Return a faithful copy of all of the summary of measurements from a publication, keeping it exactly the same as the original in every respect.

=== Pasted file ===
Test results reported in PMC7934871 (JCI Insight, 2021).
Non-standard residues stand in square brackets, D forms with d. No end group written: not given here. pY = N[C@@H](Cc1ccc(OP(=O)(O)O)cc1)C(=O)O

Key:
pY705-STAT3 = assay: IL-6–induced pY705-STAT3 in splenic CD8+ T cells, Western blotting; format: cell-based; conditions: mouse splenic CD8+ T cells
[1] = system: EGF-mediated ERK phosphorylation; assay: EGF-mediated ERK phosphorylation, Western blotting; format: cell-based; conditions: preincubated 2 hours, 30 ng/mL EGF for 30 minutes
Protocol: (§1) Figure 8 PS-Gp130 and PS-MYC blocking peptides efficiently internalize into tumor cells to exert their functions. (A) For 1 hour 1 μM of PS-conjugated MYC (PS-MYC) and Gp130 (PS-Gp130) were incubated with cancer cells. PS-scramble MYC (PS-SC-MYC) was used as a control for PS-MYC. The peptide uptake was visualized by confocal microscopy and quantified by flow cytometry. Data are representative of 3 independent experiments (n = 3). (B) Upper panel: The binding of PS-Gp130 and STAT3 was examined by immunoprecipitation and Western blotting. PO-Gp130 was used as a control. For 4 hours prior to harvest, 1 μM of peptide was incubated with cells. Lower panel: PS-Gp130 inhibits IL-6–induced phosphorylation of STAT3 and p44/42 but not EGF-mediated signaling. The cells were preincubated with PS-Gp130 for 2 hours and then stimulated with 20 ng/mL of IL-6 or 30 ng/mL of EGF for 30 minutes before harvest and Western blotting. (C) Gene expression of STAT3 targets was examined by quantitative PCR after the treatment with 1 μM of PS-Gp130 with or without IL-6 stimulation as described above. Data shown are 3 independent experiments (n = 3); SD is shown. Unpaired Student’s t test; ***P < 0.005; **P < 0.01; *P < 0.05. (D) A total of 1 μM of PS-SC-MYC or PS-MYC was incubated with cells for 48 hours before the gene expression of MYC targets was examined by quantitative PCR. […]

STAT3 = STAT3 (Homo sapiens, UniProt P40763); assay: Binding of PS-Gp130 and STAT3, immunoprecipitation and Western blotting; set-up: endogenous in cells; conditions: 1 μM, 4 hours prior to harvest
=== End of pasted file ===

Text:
Test results reported in PMC7934871 (JCI Insight, 2021).
Non-standard residues stand in square brackets, D forms with d. No end group written: not given here. pY = N[C@@H](Cc1ccc(OP(=O)(O)O)cc1)C(=O)O

Key:
pY705-STAT3 = assay: IL-6–induced pY705-STAT3 in splenic CD8+ T cells, Western blotting; format: cell-based; conditions: mouse splenic CD8+ T cells
[1] = system: EGF-mediated ERK phosphorylation; assay: EGF-mediated ERK phosphorylation, Western blotting; format: cell-based; conditions: preincubated 2 hours, 30 ng/mL EGF for 30 minutes
Protocol: (§1) Figure 8 PS-Gp130 and PS-MYC blocking peptides efficiently internalize into tumor cells to exert their functions. (A) For 1 hour 1 μM of PS-conjugated MYC (PS-MYC) and Gp130 (PS-Gp130) were incubated with cancer cells. PS-scramble MYC (PS-SC-MYC) was used as a control for PS-MYC. The peptide uptake was visualized by confocal microscopy and quantified by flow cytometry. Data are representative of 3 independent experiments (n = 3). (B) Upper panel: The binding of PS-Gp130 and STAT3 was examined by immunoprecipitation and Western blotting. PO-Gp130 was used as a control. For 4 hours prior to harvest, 1 μM of peptide was incubated with cells. Lower panel: PS-Gp130 inhibits IL-6–induced phosphorylation of STAT3 and p44/42 but not EGF-mediated signaling. The cells were preincubated with PS-Gp130 for 2 hours and then stimulated with 20 ng/mL of IL-6 or 30 ng/mL of EGF for 30 minutes before harvest and Western blotting. (C) Gene expression of STAT3 targets was examined by quantitative PCR after the treatment with 1 μM of PS-Gp130 with or without IL-6 stimulation as described above. Data shown are 3 independent experiments (n = 3); SD is shown. Unpaired Student’s t test; ***P < 0.005; **P < 0.01; *P < 0.05. (D) A total of 1 μM of PS-SC-MYC or PS-MYC was incubated with cells for 48 hours before the gene expression of MYC targets was examined by quantitative PCR. […]

STAT3 = STAT3 (Homo sapiens, UniProt P40763); assay: Binding of PS-Gp130 and STAT3, immunoprecipitation and Western blotting; set-up: endogenous in cells; conditions: 1 μM, 4 hours prior to harvest